Assembly of the gun and idler mountings was very straightforward thanks to the good fit but take care as you have to slip the large trunnion pin through the gun mounting with the lower armour panel. The left and right idler mountings fit snugly to the lower hull and it’s best to let the glue dry thoroughly on these parts before moving on.The inner and outer lower skirt panels fitted easily into place and include the four lubrication hatches along the outer lower panel as separate parts which are spaced evenly but the front two should be slightly further apart than the rear two on the B1 bis but this is not that easy to notice and most will overlook this minor discrepancy.
The large upper hull tub is one of the most sophisticated single mouldings you will see in any kit and includes the hull top, the sponsons and both hull sides in the one piece with the definition of the many rivet/bolts and panel detail beautifully rendered by the extensive use of slide moulds and to top this off the three intakes on the upper hull even have open intakes, very impressive indeed.
On the inside of the tub are 26 x 1mm holes that need to be opening up for the many parts to be added to the hull top as well as the forward inner mud slides and rear sponson panels added initially with the instructions showing which holes to open up. These are different from the French Army version so take note which are the correct ones to open up for this version.
Along the sides are the large left side radiator panel with excellent relief on the grillwork and the right side crew hatch has a separate inner panel with latch detail as well as a separate opening lever but you will probably want to leave the door closed as the cavernous interior is completely empty. Above the door is the grab handle and rail guard to finish off the nice hatch detail.
On the top of the sponsons are the track guide skids and these have letter A-E engraved on the undersides so you know exactly where they go after taking them off the sprues and this is great help as each skid is a different size and shape. There are some shallow pin marks on top of the skids but as these are covered by the tracks they are not an issue.
The instructions show to fit the upper and lower hulls together before proceeding and the fit is again very good all around with no trimming of filler required but remember to fit the front idlers onto their axles before hand as you can’t fit these after assembling the hull.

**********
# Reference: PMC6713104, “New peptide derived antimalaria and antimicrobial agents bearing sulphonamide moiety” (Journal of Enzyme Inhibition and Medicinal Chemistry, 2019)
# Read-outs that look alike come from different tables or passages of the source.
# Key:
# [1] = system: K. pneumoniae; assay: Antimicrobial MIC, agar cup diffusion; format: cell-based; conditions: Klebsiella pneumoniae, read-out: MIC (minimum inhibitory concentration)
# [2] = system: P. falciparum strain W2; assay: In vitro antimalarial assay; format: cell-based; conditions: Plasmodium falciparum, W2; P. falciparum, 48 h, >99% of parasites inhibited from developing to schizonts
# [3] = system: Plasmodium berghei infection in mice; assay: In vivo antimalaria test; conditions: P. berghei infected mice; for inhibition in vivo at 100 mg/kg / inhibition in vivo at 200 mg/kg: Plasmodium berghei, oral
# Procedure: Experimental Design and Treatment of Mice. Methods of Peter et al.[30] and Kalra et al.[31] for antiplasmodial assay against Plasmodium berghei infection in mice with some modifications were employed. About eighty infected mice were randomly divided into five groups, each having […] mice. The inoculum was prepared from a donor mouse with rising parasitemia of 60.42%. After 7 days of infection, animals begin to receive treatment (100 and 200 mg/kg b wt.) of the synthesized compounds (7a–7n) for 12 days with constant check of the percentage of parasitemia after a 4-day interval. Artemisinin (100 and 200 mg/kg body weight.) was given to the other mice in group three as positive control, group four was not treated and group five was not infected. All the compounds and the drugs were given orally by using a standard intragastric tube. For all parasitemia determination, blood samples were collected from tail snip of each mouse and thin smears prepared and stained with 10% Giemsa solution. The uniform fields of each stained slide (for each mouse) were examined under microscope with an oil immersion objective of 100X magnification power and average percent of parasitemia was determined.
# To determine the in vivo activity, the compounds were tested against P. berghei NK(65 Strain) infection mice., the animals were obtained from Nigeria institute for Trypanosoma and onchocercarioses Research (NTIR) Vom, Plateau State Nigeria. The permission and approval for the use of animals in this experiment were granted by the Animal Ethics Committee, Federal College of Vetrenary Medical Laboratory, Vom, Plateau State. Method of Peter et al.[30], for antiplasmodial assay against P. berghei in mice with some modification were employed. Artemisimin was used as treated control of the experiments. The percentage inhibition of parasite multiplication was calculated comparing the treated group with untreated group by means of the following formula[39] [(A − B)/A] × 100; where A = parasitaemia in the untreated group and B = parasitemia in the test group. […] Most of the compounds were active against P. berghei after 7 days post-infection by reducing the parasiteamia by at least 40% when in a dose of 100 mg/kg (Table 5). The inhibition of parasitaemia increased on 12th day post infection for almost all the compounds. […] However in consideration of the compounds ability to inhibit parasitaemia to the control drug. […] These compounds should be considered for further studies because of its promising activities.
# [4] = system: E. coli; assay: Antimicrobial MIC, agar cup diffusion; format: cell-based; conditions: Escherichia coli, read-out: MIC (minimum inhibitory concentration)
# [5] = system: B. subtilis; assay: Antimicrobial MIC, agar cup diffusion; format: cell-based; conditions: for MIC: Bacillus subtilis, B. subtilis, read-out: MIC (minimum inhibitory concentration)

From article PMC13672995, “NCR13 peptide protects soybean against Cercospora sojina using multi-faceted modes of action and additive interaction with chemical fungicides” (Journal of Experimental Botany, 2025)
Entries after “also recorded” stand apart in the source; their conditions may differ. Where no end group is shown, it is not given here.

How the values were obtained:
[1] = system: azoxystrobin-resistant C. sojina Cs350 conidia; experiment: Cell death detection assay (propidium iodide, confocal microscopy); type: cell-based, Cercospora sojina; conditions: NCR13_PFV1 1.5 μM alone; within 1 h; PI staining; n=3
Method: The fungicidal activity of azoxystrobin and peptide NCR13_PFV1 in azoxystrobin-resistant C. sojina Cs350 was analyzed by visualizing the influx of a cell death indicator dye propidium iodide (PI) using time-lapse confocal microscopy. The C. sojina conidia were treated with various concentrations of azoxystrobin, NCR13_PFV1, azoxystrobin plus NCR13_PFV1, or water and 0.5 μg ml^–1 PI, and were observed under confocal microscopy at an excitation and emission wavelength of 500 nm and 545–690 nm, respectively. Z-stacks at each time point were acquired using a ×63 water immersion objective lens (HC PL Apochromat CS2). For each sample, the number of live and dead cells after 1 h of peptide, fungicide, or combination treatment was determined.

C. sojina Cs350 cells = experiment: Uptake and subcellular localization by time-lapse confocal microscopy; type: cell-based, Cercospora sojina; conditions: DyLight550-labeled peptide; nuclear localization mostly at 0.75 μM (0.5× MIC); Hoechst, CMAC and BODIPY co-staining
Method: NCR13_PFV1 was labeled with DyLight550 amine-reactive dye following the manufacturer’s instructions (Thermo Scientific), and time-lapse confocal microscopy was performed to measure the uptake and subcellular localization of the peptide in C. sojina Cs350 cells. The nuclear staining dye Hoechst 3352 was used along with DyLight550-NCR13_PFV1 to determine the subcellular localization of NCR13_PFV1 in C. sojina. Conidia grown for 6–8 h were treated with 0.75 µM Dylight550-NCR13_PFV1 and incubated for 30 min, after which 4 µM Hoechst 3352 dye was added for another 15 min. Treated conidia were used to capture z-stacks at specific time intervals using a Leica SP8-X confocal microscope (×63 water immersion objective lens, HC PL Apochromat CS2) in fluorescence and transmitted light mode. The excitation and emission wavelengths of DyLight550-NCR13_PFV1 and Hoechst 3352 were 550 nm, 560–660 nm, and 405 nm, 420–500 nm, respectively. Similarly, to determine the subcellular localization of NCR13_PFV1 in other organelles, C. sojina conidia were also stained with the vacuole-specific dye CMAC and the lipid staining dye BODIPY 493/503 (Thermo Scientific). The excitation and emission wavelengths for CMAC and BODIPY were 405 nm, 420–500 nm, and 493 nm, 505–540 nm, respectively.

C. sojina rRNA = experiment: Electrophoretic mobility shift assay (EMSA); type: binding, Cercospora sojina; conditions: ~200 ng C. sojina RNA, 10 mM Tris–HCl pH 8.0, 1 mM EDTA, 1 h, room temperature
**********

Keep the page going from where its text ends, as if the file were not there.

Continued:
The outer front panel is then attached for all the excellent rivet head details and there is an optional axillary light that will need its locating hole opened up in the front panel before fitting if you intend to add this light? The main headlight has a separate cover that can be attached open or closed and the front towing shackles are added that include the bar support in front of the gun. One item still missing is the “Renault” name badge from the glacis which is included in most detail sets already released for the B1 bis kit.
Fitting the 75mm gun mantlet is easy but there is some detail still missing from the mantlet as there was from the original kit. There should be six hex rivets around the gun opening and I added these using the CMK .08mm rivet set #003 as these appeared to be the right size. Most photos of the B1 bis have these rivets but if they were not present there would still be six small holes in the mantlet for the rivets as depicted on the Tamiya box top illustration.
Also required is the “pigtail” lifting ring on top of the mantlet which I made from thin wire with this also shown on the box art for those without any of the reference books available.
The driver’s hatch has the front hatch and top panel as separate parts with the top kidney shaped cover designed so it will rotate if you are sparing with the glue and the front hatch can also be shown open or closed with a separate visor that can also be shown open or closed but again with no interior it’s probably best to leave these closed.
On the upper engine deck is the separate right side hatch which has a separate top panel that covers the hinge detail to give good detail relief but be careful as some vehicles didn’t have this top panel fitted to the hatch. The two left side louvered hatch covers are nicely detailed and are correctly fitting flush for the B1 bis and the aerial has the outer armoured guard again correct for the B1 bis, as is the curved guard rail added behind the turret with all these features being different on the B1 and shows Tamiya has done their homework here.
There are six separate attachments added to the rear hull as well as the rear towing shackles which come into play when draping the large chain supplied which does add greatly to the final appearance of the kit.
Before fitting the fenders the track must be attached but we’ll get to them shortly, but back to the fenders where you get a choice of two types with subtle differences depending on the vehicle being built, the instructions tell you which to use depending the markings to be used so you have to decide about now on the final finish of the kit. The fenders fit securely into locating holes in the hull sides but the front edge could be thinned down a little for a better appearance.